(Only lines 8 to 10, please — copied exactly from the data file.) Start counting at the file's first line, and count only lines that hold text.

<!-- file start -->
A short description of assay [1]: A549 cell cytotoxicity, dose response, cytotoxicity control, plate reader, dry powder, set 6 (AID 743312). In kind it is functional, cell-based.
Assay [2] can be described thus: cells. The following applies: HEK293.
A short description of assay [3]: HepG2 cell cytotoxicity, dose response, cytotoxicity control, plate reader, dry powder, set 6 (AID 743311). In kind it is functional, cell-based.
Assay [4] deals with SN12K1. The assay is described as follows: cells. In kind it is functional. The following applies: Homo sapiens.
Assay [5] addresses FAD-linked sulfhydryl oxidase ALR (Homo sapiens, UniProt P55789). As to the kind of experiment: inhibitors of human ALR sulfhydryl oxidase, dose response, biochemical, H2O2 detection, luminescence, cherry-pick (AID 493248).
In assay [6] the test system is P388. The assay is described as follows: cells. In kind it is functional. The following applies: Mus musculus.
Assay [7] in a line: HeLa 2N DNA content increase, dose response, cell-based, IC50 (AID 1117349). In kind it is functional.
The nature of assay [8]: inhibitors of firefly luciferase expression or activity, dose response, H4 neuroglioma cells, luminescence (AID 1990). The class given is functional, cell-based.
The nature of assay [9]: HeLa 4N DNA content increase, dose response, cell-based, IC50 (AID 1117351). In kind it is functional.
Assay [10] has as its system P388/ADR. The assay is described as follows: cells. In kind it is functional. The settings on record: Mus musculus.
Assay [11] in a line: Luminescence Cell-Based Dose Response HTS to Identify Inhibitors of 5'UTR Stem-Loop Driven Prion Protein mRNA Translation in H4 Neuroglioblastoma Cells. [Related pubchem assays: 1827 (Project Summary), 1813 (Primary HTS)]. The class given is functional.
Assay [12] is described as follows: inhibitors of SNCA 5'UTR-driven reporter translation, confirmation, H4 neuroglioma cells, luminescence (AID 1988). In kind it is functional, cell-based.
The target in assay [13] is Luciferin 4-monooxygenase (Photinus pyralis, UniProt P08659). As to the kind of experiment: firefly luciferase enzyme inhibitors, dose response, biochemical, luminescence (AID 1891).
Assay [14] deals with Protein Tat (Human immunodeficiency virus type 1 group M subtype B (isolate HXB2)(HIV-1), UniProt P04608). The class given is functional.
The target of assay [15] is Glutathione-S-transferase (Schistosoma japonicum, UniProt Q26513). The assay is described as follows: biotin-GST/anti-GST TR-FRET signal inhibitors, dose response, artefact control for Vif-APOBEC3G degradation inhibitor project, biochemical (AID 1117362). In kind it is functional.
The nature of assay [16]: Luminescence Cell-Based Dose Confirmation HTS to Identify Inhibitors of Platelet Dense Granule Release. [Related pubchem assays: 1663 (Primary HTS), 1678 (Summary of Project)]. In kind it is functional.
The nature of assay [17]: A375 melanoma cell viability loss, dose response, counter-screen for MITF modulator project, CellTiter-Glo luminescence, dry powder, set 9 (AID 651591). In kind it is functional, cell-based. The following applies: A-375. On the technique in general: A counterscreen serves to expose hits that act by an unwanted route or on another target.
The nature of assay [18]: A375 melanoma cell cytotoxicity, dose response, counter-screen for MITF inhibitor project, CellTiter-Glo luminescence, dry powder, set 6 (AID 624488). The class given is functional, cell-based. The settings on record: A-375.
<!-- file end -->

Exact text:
The nature of assay [8]: inhibitors of firefly luciferase expression or activity, dose response, H4 neuroglioma cells, luminescence (AID 1990). The class given is functional, cell-based.
The nature of assay [9]: HeLa 4N DNA content increase, dose response, cell-based, IC50 (AID 1117351). In kind it is functional.
Assay [10] has as its system P388/ADR. The assay is described as follows: cells. In kind it is functional. The settings on record: Mus musculus.